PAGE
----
Playin' on Purple: Women's World Cup neglected

I will be the first to admit that women’s sports are boring. Women are not as good as men at sports. Men are better, but women athletes are outstanding and incredible and can do whatever they set their minds to (even if that is beating a man at something). In some cases, women can be better than men at some sports. I am not going to turn this article into a battle-of-the-sexes argument, because both sides of the argument are set in stone that they are the correct party.

Everyone knows that the battle of the sexes will never have a winner. Men will make their points and women will make theirs, neither side ever compromising or giving in. People will always stand on opposite sides of the spectrum. End of story.

It doesn’t matter who is better; the fact is that women are neglected. They have probably one-third of the fans that men do and they are never mainstream broadcast (have you ever seen a WNBA game on ESPN, ESPN2 or TNT? Rarely).

Last summer, the World Cup was the biggest sporting event of the year. It was bigger than the World Series, NBA finals and the Super Bowl. What made the World Cup so special? It was broadcast worldwide. Soccer is like the world’s favorite pastime. Every nation was tuned in to watch those games.

This summer, the Women’s World Cup is being held. I didn’t even hear about the Women’s World Cup until this week, and the biggest women’s soccer tournament was well under way, if not half-over. These women have been working hard to get to the World Cup, and it’s not the front-running story on any newspaper, magazine, website, talk show or TV news station.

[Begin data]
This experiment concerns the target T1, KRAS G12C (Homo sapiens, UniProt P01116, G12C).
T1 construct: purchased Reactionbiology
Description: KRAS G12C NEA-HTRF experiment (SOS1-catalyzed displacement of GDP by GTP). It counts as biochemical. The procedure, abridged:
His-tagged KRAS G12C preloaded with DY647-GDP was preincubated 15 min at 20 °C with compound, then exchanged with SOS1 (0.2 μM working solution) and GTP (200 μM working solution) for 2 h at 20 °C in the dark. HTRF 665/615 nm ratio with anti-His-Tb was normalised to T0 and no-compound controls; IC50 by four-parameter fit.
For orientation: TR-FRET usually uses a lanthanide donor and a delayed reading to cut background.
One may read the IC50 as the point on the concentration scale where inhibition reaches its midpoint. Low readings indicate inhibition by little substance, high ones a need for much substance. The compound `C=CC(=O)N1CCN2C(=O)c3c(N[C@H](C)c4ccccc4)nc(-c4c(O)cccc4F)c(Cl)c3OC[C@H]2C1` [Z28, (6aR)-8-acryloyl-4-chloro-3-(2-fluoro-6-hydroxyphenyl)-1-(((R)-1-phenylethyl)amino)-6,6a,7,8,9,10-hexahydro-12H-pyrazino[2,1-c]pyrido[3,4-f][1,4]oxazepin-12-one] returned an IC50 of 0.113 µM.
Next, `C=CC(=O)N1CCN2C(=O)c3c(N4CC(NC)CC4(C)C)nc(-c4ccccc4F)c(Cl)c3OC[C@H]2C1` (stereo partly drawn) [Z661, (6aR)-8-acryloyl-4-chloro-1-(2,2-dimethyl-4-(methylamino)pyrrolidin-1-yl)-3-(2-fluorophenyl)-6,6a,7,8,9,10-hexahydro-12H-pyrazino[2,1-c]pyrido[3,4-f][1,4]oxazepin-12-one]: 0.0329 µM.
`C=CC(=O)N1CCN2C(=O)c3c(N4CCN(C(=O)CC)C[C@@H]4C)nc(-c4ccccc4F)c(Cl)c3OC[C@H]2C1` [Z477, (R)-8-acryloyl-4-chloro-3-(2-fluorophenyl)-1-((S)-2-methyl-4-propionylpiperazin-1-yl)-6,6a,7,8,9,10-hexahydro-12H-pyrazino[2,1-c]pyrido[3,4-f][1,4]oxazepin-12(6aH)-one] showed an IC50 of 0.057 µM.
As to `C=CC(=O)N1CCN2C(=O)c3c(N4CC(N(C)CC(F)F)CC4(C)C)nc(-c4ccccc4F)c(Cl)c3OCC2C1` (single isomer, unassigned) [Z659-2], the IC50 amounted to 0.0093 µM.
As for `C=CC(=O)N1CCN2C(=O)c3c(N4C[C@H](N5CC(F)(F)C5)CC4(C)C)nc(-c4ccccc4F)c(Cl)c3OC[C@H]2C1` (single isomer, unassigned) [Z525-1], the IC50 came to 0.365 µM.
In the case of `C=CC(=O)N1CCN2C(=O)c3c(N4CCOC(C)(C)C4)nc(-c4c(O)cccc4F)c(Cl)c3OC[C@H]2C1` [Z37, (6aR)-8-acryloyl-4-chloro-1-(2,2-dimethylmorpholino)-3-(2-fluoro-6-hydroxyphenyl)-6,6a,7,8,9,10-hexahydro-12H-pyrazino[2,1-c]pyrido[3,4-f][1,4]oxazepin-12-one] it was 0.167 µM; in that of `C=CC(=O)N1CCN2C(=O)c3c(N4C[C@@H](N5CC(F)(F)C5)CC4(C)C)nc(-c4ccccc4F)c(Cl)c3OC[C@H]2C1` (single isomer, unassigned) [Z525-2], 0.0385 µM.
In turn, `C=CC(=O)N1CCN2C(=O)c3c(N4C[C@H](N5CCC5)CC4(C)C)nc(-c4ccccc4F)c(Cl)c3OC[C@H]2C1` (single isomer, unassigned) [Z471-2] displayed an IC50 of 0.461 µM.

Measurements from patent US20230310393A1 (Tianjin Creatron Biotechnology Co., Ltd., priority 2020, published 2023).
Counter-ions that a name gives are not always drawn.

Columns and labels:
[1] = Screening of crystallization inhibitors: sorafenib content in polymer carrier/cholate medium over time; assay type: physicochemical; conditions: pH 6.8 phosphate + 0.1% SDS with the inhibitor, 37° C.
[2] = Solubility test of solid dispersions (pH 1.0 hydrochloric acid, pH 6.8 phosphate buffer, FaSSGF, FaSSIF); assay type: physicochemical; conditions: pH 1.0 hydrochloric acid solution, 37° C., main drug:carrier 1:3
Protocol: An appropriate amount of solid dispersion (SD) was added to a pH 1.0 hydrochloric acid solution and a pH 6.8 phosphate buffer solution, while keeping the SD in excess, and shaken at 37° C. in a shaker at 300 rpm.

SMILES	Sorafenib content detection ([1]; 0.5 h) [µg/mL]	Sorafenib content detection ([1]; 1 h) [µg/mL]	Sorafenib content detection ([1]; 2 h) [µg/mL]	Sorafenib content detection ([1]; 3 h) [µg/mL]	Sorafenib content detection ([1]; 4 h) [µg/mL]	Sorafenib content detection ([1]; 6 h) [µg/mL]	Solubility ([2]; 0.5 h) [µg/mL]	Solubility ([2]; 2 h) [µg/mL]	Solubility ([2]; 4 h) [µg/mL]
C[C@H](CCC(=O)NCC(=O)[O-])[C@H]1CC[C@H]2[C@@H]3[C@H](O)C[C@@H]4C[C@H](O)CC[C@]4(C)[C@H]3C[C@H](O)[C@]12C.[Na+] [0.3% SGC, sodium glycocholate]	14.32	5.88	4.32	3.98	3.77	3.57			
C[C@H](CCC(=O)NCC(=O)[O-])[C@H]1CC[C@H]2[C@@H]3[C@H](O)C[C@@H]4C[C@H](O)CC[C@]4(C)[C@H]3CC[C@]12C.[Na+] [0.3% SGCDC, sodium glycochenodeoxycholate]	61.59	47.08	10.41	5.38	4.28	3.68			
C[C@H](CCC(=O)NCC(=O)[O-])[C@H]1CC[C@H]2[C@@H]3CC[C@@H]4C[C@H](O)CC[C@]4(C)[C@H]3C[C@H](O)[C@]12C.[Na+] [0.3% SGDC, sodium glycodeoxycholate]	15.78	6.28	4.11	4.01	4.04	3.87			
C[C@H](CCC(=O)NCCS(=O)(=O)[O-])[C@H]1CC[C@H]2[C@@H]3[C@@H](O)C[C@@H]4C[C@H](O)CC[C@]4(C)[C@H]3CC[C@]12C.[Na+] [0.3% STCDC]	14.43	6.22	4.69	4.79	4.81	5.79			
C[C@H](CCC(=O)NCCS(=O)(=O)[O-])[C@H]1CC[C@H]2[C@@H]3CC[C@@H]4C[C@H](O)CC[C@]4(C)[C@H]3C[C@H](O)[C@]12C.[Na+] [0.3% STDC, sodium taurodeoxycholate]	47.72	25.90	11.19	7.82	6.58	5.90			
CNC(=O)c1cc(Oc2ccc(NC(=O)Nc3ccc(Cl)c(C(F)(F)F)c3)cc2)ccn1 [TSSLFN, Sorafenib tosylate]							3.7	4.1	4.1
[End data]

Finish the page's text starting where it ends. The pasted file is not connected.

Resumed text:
The finals of the Women’s World Cup are approaching the last stages. On Saturday, the final eight teams played in their quarterfinal games. The teams were Germany, France, Brazil, England, Japan, Australia, Sweden and the United States.

The United States has had quite the ride in this tournament. It was ranked No. 1 going into the tournament, and has been doing a good job defending that ranking. The U.S. started out on a strong note, with two victories against both Korea and Columbia. Sweden then came and beat them with a shallow victory of 1-2.

Sweden’s victory closed out the group play and ended the U.S.’ 18-game winning streak in group play. The U.S. outshot Sweden 20-9, but Sweden’s goalkeeper, Hedvig Lindahl, made several saves to keep the U.S.’ efforts pointless. The U.S. went into the quarterfinals in second place in Group C.

Now if the No. 1 seat getting beat by Sweden has not enticed you enough to sit and watch a game, then let me point out a few things ESPNW’s Joanne C. Gerstner suggested to look for in the Women’s World Cup.

First, look for the state of the superpowers; keep an eye on how Germany, Sweden and the U.S. do in the quarterfinals. They have been the top dogs for years. Second, watch how the home-country pressure has placed Germany in a unique position. They are the two-time defending champions playing on home soil. Third, watch the injuries list and which key athletes will be benched because of those injuries. And finally, watch how the style of game play has changed over the years. Now, not only technique is important, but you also have to have a flow and some creativity to be successful and win.

I know that the Women’s World Cup might not take precedence over a Yankees or Red Sox game, but take a minute to watch it. You might be surprised at how intense the game can get. The semifinal matches are on July 13 and the final is on July 17. Keep a weather eye out for the victors. Maybe Team USA can come home on top.